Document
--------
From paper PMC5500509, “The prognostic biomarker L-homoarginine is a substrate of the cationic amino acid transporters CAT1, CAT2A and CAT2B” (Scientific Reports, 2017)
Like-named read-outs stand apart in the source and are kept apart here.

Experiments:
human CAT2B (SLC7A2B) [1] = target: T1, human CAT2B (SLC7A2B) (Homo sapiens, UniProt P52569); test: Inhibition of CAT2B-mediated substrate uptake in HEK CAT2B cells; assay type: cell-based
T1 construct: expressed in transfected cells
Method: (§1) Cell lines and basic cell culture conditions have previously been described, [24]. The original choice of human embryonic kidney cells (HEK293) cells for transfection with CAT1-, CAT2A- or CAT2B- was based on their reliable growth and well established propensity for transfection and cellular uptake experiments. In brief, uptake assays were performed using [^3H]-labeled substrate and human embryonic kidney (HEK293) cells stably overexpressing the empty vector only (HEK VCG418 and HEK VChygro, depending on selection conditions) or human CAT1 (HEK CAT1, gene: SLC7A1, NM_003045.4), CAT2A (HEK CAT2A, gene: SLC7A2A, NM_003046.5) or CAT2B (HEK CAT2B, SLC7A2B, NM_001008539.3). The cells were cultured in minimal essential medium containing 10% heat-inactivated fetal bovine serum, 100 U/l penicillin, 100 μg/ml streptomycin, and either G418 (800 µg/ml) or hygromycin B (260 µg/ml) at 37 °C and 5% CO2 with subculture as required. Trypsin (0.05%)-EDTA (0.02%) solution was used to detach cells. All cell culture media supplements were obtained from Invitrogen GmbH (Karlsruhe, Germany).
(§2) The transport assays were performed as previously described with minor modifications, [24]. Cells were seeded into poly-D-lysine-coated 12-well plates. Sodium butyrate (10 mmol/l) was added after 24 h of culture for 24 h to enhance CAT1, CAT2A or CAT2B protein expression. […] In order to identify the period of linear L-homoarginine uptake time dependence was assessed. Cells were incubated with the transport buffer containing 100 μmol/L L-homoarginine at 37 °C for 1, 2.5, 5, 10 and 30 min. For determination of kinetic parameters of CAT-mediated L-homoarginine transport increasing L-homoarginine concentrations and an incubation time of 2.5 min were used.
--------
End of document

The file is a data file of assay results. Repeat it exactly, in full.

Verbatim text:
From paper PMC5500509, “The prognostic biomarker L-homoarginine is a substrate of the cationic amino acid transporters CAT1, CAT2A and CAT2B” (Scientific Reports, 2017)
Like-named read-outs stand apart in the source and are kept apart here.

Experiments:
human CAT2B (SLC7A2B) [1] = target: T1, human CAT2B (SLC7A2B) (Homo sapiens, UniProt P52569); test: Inhibition of CAT2B-mediated substrate uptake in HEK CAT2B cells; assay type: cell-based
T1 construct: expressed in transfected cells
Method: (§1) Cell lines and basic cell culture conditions have previously been described, [24]. The original choice of human embryonic kidney cells (HEK293) cells for transfection with CAT1-, CAT2A- or CAT2B- was based on their reliable growth and well established propensity for transfection and cellular uptake experiments. In brief, uptake assays were performed using [^3H]-labeled substrate and human embryonic kidney (HEK293) cells stably overexpressing the empty vector only (HEK VCG418 and HEK VChygro, depending on selection conditions) or human CAT1 (HEK CAT1, gene: SLC7A1, NM_003045.4), CAT2A (HEK CAT2A, gene: SLC7A2A, NM_003046.5) or CAT2B (HEK CAT2B, SLC7A2B, NM_001008539.3). The cells were cultured in minimal essential medium containing 10% heat-inactivated fetal bovine serum, 100 U/l penicillin, 100 μg/ml streptomycin, and either G418 (800 µg/ml) or hygromycin B (260 µg/ml) at 37 °C and 5% CO2 with subculture as required. Trypsin (0.05%)-EDTA (0.02%) solution was used to detach cells. All cell culture media supplements were obtained from Invitrogen GmbH (Karlsruhe, Germany).
(§2) The transport assays were performed as previously described with minor modifications, [24]. Cells were seeded into poly-D-lysine-coated 12-well plates. Sodium butyrate (10 mmol/l) was added after 24 h of culture for 24 h to enhance CAT1, CAT2A or CAT2B protein expression. […] In order to identify the period of linear L-homoarginine uptake time dependence was assessed. Cells were incubated with the transport buffer containing 100 μmol/L L-homoarginine at 37 °C for 1, 2.5, 5, 10 and 30 min. For determination of kinetic parameters of CAT-mediated L-homoarginine transport increasing L-homoarginine concentrations and an incubation time of 2.5 min were used.